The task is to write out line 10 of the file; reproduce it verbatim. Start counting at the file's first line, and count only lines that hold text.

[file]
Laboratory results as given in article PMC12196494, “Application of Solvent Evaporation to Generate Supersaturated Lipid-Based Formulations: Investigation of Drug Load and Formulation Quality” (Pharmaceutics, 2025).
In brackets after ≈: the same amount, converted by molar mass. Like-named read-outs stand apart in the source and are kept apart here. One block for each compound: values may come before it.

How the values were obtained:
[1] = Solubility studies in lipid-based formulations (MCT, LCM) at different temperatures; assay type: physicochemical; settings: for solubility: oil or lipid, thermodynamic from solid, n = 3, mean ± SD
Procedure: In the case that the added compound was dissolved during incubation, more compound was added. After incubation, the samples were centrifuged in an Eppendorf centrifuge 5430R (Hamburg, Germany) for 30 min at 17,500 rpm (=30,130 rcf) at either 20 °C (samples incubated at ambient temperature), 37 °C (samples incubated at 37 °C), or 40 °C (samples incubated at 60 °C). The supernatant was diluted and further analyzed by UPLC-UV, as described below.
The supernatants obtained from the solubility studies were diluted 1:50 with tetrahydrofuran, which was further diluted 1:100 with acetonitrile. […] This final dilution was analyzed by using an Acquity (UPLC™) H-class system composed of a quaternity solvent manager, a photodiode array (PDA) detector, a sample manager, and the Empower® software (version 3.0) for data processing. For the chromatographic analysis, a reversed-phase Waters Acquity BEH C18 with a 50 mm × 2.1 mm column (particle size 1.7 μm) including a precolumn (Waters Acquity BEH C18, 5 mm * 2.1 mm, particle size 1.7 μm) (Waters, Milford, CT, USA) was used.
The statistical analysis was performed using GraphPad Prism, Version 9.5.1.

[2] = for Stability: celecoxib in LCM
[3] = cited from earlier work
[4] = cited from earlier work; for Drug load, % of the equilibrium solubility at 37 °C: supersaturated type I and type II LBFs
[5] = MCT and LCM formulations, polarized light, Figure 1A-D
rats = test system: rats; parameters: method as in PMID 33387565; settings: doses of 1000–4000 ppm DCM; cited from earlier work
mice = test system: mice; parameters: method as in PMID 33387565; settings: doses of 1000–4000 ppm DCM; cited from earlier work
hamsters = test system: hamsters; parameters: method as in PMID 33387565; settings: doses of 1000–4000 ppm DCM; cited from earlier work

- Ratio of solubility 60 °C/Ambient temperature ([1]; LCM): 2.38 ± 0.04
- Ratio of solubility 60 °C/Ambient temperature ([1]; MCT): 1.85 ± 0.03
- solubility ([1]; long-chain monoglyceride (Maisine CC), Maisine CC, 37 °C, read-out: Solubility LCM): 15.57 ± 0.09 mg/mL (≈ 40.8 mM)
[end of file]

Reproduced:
[4] = cited from earlier work; for Drug load, % of the equilibrium solubility at 37 °C: supersaturated type I and type II LBFs